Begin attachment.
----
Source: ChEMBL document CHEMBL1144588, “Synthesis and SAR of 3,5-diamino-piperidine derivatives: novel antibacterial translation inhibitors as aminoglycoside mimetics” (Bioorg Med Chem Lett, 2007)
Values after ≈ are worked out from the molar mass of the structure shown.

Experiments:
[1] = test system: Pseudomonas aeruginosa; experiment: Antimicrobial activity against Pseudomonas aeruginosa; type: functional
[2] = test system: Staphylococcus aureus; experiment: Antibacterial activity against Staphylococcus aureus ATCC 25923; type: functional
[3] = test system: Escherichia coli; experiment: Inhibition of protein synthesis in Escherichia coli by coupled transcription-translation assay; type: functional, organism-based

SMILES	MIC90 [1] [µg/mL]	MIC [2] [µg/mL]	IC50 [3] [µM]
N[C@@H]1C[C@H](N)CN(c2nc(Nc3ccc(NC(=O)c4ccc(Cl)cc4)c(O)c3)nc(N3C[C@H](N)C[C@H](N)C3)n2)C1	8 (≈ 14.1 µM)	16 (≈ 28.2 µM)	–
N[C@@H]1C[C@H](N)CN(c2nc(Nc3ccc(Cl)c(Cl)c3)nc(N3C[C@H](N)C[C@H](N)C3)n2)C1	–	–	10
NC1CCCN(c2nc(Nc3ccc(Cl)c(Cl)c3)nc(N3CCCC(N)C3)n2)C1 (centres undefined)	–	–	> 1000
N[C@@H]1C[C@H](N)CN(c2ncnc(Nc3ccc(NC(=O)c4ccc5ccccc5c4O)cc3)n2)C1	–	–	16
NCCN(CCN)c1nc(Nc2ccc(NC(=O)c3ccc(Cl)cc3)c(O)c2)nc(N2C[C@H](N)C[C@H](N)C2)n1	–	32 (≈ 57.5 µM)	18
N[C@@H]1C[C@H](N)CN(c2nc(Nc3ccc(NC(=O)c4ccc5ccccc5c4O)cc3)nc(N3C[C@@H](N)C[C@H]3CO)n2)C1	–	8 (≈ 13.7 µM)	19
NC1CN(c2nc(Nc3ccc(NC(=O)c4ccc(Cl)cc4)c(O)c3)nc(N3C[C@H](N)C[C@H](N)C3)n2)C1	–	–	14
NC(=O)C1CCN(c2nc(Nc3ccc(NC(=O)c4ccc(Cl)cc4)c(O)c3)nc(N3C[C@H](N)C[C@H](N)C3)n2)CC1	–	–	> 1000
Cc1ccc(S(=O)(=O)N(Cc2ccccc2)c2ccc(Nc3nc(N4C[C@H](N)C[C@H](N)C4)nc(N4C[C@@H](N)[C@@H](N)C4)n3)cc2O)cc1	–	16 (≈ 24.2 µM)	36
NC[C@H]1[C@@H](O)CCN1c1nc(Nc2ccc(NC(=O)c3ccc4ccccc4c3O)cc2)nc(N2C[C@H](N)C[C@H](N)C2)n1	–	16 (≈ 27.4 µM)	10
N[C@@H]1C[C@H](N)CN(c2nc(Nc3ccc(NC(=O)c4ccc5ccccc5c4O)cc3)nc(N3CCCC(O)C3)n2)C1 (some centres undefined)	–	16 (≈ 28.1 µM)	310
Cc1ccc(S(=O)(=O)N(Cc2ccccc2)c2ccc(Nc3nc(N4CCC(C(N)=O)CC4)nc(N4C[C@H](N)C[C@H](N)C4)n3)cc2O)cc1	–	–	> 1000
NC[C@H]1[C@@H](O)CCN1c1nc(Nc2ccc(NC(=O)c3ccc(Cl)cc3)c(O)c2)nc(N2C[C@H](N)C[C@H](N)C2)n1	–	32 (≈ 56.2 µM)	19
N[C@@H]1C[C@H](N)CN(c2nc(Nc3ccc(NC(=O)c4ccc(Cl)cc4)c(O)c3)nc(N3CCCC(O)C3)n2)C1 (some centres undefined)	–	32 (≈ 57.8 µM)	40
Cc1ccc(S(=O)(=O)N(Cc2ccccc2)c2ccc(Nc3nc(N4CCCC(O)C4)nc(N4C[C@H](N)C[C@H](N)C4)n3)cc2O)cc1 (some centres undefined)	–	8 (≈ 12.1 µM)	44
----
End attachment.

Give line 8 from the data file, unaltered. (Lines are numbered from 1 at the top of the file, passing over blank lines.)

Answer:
N[C@@H]1C[C@H](N)CN(c2nc(Nc3ccc(NC(=O)c4ccc(Cl)cc4)c(O)c3)nc(N3C[C@H](N)C[C@H](N)C3)n2)C1	8 (≈ 14.1 µM)	16 (≈ 28.2 µM)	–